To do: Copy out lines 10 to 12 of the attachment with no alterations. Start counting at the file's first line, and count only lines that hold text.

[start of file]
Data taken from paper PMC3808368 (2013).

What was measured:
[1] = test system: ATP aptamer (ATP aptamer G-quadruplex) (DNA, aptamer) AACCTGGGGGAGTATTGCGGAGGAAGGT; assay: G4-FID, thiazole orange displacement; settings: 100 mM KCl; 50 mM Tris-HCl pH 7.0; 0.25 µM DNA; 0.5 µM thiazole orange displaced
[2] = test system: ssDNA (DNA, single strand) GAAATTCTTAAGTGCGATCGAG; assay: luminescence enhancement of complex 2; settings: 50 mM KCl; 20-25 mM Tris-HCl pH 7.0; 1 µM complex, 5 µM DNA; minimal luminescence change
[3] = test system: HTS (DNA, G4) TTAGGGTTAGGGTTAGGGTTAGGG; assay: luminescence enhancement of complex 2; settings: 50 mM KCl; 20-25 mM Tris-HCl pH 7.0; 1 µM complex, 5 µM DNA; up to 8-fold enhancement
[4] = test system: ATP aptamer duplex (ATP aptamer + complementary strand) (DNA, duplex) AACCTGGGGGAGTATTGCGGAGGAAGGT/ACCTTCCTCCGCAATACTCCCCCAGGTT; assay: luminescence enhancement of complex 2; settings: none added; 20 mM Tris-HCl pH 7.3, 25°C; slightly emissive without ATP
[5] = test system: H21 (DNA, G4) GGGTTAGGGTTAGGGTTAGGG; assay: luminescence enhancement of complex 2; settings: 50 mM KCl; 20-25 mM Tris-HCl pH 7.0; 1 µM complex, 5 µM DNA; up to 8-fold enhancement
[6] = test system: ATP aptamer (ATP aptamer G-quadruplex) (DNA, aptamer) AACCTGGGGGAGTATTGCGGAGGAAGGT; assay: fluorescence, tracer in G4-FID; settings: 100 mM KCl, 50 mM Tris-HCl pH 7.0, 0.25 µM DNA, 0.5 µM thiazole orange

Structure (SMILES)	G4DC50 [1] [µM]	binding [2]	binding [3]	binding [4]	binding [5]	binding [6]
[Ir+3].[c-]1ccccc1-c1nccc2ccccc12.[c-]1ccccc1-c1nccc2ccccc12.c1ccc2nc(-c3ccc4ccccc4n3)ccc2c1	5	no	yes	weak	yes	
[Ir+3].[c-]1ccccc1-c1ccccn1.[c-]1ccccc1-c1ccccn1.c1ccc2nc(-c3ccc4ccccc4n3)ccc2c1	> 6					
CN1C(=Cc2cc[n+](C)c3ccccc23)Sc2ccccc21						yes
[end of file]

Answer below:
[Ir+3].[c-]1ccccc1-c1nccc2ccccc12.[c-]1ccccc1-c1nccc2ccccc12.c1ccc2nc(-c3ccc4ccccc4n3)ccc2c1	5	no	yes	weak	yes	
[Ir+3].[c-]1ccccc1-c1ccccn1.[c-]1ccccc1-c1ccccn1.c1ccc2nc(-c3ccc4ccccc4n3)ccc2c1	> 6					
CN1C(=Cc2cc[n+](C)c3ccccc23)Sc2ccccc21						yes